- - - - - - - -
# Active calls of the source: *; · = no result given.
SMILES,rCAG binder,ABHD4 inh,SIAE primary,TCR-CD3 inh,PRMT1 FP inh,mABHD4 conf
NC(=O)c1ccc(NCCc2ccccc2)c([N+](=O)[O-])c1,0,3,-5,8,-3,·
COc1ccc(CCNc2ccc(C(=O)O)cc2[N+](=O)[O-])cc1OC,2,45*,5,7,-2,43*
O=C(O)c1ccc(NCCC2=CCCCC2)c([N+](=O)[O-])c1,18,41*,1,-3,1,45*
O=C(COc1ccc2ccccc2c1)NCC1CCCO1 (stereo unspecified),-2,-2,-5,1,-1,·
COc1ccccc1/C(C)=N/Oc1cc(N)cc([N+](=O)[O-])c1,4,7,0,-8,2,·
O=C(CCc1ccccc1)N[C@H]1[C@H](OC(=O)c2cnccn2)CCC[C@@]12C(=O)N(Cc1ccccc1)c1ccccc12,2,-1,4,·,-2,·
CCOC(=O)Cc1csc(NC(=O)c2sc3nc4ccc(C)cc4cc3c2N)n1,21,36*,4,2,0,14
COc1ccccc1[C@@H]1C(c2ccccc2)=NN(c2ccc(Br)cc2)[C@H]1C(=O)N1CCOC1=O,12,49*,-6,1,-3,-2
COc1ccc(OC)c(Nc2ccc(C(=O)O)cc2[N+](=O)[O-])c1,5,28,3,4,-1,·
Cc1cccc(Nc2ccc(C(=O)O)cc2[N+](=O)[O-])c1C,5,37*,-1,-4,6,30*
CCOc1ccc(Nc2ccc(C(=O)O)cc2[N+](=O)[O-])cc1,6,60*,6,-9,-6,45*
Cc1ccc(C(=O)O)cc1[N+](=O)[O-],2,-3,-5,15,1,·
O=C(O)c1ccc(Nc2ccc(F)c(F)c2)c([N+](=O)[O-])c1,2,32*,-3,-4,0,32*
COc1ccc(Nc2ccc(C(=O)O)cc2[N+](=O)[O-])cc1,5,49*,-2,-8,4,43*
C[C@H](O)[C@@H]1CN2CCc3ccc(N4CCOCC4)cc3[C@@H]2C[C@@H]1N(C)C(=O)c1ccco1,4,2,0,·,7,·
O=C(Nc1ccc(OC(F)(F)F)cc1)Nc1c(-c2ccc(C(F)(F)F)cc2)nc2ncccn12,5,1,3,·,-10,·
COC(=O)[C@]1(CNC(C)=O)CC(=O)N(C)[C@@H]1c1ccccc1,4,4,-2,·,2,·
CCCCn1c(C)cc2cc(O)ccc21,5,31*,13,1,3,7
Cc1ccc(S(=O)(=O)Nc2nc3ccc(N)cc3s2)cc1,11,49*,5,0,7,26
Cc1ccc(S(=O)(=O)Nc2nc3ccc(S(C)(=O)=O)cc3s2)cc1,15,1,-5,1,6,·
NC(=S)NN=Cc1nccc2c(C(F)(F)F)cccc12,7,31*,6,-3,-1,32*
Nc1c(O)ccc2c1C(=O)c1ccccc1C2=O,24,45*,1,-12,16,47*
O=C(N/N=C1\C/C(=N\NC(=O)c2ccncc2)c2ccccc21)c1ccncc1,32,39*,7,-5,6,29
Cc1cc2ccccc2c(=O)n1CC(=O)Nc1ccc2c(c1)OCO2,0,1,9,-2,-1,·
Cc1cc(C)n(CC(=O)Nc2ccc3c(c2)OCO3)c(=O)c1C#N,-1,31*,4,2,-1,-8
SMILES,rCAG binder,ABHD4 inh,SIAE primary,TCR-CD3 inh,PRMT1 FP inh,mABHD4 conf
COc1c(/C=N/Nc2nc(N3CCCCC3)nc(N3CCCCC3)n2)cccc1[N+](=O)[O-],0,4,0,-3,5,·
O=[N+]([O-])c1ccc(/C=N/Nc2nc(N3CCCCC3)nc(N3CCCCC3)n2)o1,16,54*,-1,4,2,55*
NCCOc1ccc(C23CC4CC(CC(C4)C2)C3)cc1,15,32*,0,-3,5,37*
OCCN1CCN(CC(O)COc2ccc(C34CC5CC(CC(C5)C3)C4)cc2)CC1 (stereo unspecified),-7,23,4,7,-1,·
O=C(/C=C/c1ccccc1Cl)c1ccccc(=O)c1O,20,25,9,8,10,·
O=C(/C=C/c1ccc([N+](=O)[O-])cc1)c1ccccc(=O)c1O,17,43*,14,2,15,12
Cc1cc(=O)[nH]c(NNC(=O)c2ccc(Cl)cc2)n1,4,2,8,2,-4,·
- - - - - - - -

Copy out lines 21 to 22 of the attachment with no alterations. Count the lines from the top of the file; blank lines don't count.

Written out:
Cc1ccc(S(=O)(=O)Nc2nc3ccc(N)cc3s2)cc1,11,49*,5,0,7,26
Cc1ccc(S(=O)(=O)Nc2nc3ccc(S(C)(=O)=O)cc3s2)cc1,15,1,-5,1,6,·